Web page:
Thank you very much for your extraordinary gift to Prior’s Field School, as PF’s very first professional Archivist in 120 years. That is a lot of history to piece together, preserve and bring to life, and we are immensely grateful to you. From the beginning, in May 2017, when you wrote that you would particularly welcome the opportunity to begin this task from scratch, up until you left PF in September 2022, your work as our Archivist has exceeded our highest hopes and expectations. Your passionate and infectious enthusiasm for collecting, protecting and sharing stories about individuals connected in any way to Prior’s Field, over a span of more than a century, took you to every department of the school, into the greater Godalming community, to other cities in the UK and around the world. You captured the attention and appreciation of students, Old Girls, parents, staff and teachers, who were thrilled to be able to volunteer and participate in virtually all aspects of the archive. As a professional Archivist (BA (Hons), MScEcon, Archive Administration), your commitment to the development and long-term preservation of PF’s collection involved using your analytical and artistic talents in every aspect; often seen by the whole school through enlightening Remembrance events, school assemblies, Archive Club, noticeboard displays and external exhibitions, while other skills and strengths were not viewed by many, but were as critical to the archive’s success. Your spirited dedication to developing the PF Archive also involved sorting and cataloguing, conservation and preservation, storage creation, digitisation, accessioning, networking, promotion, research, biography development, enquiries and outreach, and creating a collecting policy. You also took on the monumental task of moving the entire physical collection to the new dedicated store room, the other side of the school, as well as creating our PF Archive Online, and we are beholden to you for this fabulous resource. Thank you, Jo, for teaching, guiding and giving us the tools to carry on expanding and supporting the PF Archive. We wish you the same joy as you move on to help create another fabulous Archive for Ladywell Convent, Godalming. They are truly blessed to have you!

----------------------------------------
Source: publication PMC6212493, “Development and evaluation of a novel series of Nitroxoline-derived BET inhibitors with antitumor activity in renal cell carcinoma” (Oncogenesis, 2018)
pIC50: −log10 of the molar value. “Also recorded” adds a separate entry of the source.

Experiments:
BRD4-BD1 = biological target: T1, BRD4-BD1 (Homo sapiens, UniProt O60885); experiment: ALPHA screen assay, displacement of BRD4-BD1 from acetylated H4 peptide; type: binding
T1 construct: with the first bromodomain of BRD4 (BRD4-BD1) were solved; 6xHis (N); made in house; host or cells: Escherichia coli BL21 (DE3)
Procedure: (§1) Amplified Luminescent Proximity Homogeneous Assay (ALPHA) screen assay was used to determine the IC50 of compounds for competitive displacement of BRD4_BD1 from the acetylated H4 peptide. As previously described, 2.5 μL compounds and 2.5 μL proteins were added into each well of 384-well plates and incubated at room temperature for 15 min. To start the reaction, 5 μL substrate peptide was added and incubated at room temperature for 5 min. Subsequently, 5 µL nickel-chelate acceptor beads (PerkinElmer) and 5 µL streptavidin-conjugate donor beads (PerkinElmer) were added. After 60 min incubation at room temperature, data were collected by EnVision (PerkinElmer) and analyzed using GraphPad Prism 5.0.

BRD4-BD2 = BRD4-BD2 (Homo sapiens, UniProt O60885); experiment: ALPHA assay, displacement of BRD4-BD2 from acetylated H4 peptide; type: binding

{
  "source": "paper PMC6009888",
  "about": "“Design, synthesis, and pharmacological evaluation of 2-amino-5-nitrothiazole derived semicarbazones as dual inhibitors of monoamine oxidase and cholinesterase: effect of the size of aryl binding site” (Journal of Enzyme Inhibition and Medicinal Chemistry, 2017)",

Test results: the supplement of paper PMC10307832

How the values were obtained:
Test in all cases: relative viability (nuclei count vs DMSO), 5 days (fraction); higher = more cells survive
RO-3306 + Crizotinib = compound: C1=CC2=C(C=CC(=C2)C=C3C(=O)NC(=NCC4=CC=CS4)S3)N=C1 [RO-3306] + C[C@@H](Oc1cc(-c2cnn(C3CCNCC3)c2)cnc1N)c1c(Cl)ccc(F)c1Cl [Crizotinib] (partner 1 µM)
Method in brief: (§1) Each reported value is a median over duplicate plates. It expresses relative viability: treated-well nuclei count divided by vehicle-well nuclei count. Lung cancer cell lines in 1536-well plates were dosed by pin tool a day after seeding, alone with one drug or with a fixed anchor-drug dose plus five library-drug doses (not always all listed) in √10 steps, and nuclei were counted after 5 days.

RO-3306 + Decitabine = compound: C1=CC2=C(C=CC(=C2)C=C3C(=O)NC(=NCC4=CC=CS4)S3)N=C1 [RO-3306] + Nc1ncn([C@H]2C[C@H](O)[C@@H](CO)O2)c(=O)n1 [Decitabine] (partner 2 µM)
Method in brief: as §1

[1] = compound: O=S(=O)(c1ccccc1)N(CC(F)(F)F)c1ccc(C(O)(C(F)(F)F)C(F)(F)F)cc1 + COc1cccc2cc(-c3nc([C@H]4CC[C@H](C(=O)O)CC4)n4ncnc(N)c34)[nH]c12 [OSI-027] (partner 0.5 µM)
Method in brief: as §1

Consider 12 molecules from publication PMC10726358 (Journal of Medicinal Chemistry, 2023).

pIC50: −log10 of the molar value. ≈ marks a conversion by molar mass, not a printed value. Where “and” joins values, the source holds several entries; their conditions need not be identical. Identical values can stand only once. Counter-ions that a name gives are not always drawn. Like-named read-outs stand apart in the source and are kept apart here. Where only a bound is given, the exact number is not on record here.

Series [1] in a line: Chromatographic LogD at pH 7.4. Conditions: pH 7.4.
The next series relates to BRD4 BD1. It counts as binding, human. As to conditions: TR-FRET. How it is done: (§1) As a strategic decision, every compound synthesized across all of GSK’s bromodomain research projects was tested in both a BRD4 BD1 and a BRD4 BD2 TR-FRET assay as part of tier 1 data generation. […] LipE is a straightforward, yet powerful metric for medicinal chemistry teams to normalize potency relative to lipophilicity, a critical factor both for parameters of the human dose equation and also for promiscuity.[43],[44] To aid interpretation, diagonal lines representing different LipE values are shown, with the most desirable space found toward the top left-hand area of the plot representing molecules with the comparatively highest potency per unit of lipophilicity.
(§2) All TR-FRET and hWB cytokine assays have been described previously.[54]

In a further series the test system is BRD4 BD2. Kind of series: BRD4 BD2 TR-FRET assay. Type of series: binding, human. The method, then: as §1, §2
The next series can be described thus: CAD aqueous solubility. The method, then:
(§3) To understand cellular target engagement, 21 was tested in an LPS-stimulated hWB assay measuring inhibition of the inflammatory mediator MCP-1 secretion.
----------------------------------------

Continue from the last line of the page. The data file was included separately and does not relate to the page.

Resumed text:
Most sincerely, and with the greatest appreciation,

We are forever grateful to Mr and Mrs Milton for their generous donation that made the project possible.

We live by Admiration, Hope and Love 7

th Anniversary

Whether it was the magician, the three-course meal or the fireworks that made the night, it certainly was an unforgettable evening.

On Saturday 22nd October 2022, Prior’s Field celebrated its milestone birthday; 120 years since our school was founded by Julia Huxley. We were thrilled that it was a full house with all members of the PF Community represented, including current and former parents, PF alumnae, governors and friends of the school. The evening started with a red carpet photo shoot, with the ‘black tie with sparkle’ dress code being wonderfully demonstrated, on the way to a drinks reception in the Sports Hall.

Guests were wowed by our in-house magician who showed us card tricks and a few disappearing acts as they enjoyed handmade canapés and a couple of glasses of fizz.